Tuesday, October 24, 2006
The fable of the million dollar chair
Long before he got to the famous finger-of-God-touching-Adam part, Michelangelo painted a scene of the great flood on the Sistine Chapel ceiling. The scene is cluttered and full of figures because it was one of the first that Michelangelo painted. As he went along, his scenes got less and less complicated until he arrived at the last one – God separating the light from the dark – which he painted in only one day. (If you’ve read my blog for a while, you may see a similar pattern here. Looking back at my first posts I think, “Sheesh, get an editor already.” By the time I’ve been blogging for a year I’ll be writing: “I have kids. Art is cool.”)
Meanwhile back at the flood. I’ve always thought it odd that the story is supposedly about Noah, but in Michelangelo’s fresco, Noah is a very minor character and the furthest detail away from our viewpoint. His tiny upper body is barely visible (and would never have been visible from 60 feet below) hanging out of a window in the ark waving goodbye. So what is the fresco about if it isn’t Noah? See all those naked people doomed to drown – the poor suckers who literally “missed the boat?” I think the painting is really about them.
Genesis describes the people left behind as wicked sinners whose every thought was “only evil continually.” But in Michelangelo’s fresco, they don’t look all that bad. In fact they seem rather compassionate – some are even reaching out to help each other out of the water. The only clue to their corruption lies in the fact that in the midst of the catastrophe, they care so much about their possessions that they cart them along on their backs. “The flood is rising and we are about to die an ignominious watery death, but dude, don’t forget the kitchen table.”
Learning the perils of materialism the hard (and fatal) way, Noah’s flood-ees never got to benefit from lessons learned. I, on the other hand, am finally coming to my senses after a few hard (and thankfully not fatal) lessons of my own. The most significant has been that of the million dollar chair.
Ken and I searched for many months for the perfect chair. One fateful day we stepped into a store that we had no business stepping into. This was a store for the rich and famous – of which we are neither. Lured by the smell of imported leather, carved mahogany and complimentary chocolate chip cookies, we fell under the spell of the merchandise and our own sense of entitlement. By the time we came to our senses, we had ordered a custom-made chair to end all chairs. And while it didn’t exactly cost a million dollars, it would take us a year to pay off the bill.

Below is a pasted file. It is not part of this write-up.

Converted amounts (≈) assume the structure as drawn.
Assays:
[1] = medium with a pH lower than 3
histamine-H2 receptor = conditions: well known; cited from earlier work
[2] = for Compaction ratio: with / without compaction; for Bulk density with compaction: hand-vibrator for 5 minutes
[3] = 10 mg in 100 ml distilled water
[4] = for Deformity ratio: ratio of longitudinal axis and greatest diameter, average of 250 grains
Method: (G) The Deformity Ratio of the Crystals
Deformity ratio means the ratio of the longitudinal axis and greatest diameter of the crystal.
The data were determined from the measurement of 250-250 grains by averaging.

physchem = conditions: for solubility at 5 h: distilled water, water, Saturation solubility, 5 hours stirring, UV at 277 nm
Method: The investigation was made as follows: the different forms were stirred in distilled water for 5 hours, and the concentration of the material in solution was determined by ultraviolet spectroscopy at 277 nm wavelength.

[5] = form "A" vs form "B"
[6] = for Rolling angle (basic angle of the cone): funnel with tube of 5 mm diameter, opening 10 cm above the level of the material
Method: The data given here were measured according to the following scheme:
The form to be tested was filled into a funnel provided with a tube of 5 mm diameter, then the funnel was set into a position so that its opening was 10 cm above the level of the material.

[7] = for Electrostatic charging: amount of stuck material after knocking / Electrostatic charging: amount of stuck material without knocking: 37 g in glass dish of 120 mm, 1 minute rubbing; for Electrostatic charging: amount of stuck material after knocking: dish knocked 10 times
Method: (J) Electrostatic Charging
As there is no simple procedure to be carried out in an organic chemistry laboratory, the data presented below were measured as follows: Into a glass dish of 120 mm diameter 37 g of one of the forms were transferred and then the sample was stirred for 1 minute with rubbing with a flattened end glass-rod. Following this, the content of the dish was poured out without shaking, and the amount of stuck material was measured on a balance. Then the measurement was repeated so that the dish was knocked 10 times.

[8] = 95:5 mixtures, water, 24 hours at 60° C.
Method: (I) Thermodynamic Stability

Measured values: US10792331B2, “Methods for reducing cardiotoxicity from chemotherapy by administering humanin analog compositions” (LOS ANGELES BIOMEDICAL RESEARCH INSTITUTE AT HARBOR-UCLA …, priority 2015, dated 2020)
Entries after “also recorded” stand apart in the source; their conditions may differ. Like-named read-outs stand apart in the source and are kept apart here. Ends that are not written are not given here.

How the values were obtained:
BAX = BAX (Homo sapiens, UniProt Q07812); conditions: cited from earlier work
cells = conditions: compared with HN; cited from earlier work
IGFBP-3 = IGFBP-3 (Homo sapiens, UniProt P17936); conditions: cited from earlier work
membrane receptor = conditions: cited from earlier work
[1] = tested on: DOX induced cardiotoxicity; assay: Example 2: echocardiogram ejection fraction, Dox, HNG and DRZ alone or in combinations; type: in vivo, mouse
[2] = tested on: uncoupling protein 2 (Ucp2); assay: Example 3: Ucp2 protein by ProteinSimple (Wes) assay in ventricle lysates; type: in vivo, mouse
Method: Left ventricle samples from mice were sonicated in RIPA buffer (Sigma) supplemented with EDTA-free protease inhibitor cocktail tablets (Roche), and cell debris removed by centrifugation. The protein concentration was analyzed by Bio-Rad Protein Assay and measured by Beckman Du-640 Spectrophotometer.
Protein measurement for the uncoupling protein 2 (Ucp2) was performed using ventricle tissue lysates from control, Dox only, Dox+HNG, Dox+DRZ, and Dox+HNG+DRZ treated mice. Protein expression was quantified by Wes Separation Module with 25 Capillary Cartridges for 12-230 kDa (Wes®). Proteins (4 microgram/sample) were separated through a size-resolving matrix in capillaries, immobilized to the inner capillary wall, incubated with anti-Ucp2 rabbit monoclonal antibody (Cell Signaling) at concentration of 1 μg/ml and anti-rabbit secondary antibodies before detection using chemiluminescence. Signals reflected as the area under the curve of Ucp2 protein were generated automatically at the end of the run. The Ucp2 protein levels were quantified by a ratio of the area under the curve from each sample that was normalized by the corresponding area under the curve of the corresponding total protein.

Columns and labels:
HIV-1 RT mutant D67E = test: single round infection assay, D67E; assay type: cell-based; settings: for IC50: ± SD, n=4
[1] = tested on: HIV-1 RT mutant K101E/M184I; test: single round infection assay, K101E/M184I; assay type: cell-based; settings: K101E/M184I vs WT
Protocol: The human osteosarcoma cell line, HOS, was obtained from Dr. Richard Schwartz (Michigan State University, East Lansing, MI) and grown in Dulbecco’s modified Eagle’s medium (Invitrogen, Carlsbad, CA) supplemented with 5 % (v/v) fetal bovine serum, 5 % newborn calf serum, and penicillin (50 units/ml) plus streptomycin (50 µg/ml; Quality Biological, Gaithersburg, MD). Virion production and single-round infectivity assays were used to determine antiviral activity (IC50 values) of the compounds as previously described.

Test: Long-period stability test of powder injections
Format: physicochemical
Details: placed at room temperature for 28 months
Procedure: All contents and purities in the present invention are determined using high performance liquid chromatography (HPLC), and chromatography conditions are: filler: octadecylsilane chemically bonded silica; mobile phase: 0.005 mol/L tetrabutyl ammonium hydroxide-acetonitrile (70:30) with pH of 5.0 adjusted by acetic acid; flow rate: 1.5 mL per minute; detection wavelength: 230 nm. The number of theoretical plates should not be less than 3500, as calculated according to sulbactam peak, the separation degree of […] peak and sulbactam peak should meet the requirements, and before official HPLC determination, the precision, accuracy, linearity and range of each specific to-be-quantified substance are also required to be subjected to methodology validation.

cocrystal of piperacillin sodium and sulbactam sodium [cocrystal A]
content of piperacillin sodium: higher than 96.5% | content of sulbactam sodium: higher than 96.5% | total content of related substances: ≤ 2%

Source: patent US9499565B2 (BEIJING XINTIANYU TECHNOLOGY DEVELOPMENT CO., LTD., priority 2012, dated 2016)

For 8 weeks, while we waited for the chair elves to make our chair I tried to blot out the price tag and envision instead how my life would be altered by this new purchase. Our living room and our lives would finally be complete. I would cuddle more with my children in this chair. I would read the scriptures and countless self-help books in its overstuffed cushions. I would sit and think in the glow of the evening and solve the mysteries of the universe.
The chair arrived. It was huge. HUGE I say. It dwarfed the other furniture in our living room and looked out of place amid the casual yet frumpy theme we had going. Like a snob at the barbeque, the million dollar chair turned up its velvety nose(s) at our bargain sofa, laminate bookshelves, and scratched piano. We hardly dared sit on it for days.
Time has passed. The bill has been paid. The chair has been sat upon, lounged upon, bounced upon and spit-up upon. And the cushions have flattened just enough so that the first thing I think when I walk into the room is no longer, “Holy Crap that’s a big chair.” Most importantly, I have realized from the experience that my life was in no way improved by the purchase. Sure it’s a comfy chair, but it’s just a chair. And not worth the price we paid in money or emotional anguish.
There’s a spot in the Old Testament where the Children of Israel are being chastised for worshiping idols. The rebuke points out that they have lavished gold and silver and paid a goldsmith to make a god which just sits there and does nothing. In fact, not only does their idol fail to deliver them from captivity, ironically it becomes yet another burden: “They bear him upon the shoulder, they carry him, and set him in his place, and he standeth” (Isaiah 46:7). That’s the deal with materialism. I thought the chair was going to carry us and instead we wound up carrying it.
So my new rule to help me measure the true value of something is the “Noah rule”. In the event of a flood, what would I be willing to carry on my back as I scramble to higher ground? The answer is obvious. Save the baby. Leave the chair behind.
Tags: Noah’s ark, Sistine chapel, Michelangelo, materialism
Posted by Julie Q. at 9:51 AM